Zeiler, Brian M'bio BrianZ at MICROBIO.LIFESCI.UCLA.EDU
Fri Dec 9 14:45:33 EST 1994


I'm afraid that you will not be able to fold your RNA on mulfold.  Even if 
you patch sequences together, it will not necessarily reflect the natural 
case because, as you suspect, distant sequences can interact with each 
other, and unless they are all represented in one fold you will not be able 
to see all possible interactions.  You may "miss" the _most_ 
thermodynamically stable structure.  I suppose it may be possible to fold 
segments of it and try to extrapolate a full structure by doing some serious 
foldings, but this would certainly take a lot of time and cleverness on your 
part, and, in the end, you still won't know how much of it you can trust.
There are some cases in E coli where it is believed that 3' sequences in an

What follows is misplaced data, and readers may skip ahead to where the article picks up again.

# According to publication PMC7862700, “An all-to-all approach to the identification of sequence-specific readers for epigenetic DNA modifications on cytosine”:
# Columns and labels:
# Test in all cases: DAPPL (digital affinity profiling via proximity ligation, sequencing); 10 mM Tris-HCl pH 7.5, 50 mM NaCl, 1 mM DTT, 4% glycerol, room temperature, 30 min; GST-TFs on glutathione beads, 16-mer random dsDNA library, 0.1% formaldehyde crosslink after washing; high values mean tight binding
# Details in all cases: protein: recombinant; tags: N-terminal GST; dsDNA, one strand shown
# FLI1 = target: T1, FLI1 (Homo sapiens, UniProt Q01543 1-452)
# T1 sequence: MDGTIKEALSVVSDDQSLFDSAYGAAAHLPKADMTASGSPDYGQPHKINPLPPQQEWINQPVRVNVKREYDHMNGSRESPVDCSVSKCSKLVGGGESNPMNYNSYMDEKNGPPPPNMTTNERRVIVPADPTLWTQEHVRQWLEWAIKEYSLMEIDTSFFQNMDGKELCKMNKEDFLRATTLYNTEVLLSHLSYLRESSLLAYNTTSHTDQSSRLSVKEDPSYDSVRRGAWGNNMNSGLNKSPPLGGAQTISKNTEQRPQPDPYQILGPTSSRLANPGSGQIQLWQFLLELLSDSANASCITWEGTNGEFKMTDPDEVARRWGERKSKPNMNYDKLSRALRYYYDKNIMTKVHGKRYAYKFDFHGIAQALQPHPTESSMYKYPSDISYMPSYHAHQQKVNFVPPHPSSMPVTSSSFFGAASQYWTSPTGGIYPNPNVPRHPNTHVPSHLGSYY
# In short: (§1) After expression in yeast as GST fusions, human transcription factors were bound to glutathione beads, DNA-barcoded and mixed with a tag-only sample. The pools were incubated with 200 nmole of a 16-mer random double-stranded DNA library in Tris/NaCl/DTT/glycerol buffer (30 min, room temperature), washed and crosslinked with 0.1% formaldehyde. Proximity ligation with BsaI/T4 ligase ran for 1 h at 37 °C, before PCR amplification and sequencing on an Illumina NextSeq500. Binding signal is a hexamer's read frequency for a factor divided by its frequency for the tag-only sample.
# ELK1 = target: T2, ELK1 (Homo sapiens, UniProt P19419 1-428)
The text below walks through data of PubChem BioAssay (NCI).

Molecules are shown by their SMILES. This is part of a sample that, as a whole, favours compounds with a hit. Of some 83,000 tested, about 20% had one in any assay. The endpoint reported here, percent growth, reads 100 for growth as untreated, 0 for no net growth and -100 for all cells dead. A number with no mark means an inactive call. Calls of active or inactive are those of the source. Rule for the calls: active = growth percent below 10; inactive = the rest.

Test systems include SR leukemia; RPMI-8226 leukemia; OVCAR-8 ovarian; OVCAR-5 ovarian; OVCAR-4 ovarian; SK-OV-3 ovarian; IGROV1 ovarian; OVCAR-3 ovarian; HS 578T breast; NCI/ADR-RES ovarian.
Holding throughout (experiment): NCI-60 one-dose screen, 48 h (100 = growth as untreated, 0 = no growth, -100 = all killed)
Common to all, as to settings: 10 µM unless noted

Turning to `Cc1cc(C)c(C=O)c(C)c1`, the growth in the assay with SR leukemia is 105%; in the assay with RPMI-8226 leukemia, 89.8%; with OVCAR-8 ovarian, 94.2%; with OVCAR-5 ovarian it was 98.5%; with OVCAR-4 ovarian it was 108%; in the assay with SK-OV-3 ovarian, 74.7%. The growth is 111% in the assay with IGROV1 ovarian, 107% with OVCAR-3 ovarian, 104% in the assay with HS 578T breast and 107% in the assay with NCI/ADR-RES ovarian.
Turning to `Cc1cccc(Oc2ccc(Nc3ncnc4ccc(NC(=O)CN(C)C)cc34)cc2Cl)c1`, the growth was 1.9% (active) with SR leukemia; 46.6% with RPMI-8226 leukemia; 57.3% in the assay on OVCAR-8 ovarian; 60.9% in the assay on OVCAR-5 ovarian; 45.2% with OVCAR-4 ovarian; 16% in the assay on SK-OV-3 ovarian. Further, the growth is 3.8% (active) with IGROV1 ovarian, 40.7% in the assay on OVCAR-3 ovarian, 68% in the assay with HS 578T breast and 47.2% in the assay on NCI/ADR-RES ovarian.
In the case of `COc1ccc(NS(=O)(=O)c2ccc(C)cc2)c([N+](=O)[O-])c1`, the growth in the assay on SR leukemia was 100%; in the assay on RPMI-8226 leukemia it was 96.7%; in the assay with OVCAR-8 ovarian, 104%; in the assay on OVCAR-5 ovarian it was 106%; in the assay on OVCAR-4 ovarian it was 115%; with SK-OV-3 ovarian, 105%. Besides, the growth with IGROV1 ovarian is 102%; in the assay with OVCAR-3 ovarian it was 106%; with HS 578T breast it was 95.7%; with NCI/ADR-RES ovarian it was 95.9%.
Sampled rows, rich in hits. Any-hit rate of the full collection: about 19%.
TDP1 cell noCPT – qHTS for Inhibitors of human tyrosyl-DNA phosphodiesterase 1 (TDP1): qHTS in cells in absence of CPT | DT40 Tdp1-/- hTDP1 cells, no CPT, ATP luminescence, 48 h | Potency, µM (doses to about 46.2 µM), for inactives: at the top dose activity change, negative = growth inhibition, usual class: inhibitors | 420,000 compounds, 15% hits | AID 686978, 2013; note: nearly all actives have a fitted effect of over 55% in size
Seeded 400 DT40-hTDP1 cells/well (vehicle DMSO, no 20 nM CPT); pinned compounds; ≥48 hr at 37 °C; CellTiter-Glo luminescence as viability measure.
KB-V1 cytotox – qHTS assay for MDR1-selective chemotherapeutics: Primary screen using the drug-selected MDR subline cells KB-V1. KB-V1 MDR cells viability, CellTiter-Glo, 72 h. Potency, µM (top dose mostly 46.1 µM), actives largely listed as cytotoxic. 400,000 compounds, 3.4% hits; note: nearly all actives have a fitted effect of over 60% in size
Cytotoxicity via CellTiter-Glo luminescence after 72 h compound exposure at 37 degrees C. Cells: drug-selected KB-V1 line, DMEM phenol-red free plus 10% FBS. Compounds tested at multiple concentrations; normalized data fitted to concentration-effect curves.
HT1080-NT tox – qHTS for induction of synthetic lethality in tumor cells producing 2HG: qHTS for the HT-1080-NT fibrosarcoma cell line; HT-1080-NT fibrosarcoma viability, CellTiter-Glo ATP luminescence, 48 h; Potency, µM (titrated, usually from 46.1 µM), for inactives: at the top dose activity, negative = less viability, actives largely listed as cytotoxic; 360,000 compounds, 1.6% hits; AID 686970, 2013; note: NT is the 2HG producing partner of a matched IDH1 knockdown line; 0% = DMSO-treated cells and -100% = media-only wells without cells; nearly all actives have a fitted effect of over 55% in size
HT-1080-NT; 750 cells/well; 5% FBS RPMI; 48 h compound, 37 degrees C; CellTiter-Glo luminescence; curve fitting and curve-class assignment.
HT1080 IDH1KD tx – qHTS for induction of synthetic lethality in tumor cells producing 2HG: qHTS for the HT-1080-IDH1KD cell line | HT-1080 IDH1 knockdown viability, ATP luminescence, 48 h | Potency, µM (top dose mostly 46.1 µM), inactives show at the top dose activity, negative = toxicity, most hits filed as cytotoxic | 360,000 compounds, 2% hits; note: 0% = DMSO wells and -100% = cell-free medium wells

mRNA fold back to pair with the SD sequence and thus block ribosome binding 
(see Thisted et al, (94) EMBO: 13(8):1950-59).  You mentioned your RNA is 
~4000 bases but not if it is eukaryotic or prokaryotic.  This could be 
significant because translation and transcription are coupled in E coli and 
this could shorten the window of opportunity for distal sequences to 
interact.  This effect should be directly related to the distance between 
complementary sequences and strength of the SD sequence (competition with 
ribosome binding).

The mulfold that I have been using is from the GCG package.  I don't know if 
it is the same as the one you mention.  We can use it with Mac or IBM.  In 
either case it will not fold very long sequences.  I hope this was somewhat 

Good luck,

Brian Zeiler
brianz at

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